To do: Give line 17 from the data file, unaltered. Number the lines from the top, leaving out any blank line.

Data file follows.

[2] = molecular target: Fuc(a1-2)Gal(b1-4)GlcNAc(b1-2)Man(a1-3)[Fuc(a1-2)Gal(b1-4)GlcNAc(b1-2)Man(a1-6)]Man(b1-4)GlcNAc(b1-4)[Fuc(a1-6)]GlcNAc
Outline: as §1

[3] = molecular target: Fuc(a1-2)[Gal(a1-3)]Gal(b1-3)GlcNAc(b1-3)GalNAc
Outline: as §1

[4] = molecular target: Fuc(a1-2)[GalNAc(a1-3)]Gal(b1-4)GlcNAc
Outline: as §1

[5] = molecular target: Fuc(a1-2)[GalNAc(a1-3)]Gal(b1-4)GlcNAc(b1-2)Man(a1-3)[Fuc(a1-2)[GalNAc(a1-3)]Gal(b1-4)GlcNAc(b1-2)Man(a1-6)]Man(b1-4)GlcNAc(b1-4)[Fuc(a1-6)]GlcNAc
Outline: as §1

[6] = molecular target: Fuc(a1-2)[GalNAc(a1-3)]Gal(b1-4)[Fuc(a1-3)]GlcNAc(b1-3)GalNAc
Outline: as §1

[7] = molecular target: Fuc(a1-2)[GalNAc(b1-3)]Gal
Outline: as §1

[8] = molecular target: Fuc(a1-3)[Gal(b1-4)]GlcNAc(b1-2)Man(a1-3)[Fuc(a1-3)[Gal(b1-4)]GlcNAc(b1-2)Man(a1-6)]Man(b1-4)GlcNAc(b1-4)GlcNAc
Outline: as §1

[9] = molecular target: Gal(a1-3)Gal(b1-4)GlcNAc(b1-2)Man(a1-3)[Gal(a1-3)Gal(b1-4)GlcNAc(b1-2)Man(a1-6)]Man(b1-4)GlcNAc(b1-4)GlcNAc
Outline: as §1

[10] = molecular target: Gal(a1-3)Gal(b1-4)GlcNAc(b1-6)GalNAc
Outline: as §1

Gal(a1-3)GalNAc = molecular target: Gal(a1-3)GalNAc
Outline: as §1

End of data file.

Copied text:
[10] = molecular target: Gal(a1-3)Gal(b1-4)GlcNAc(b1-6)GalNAc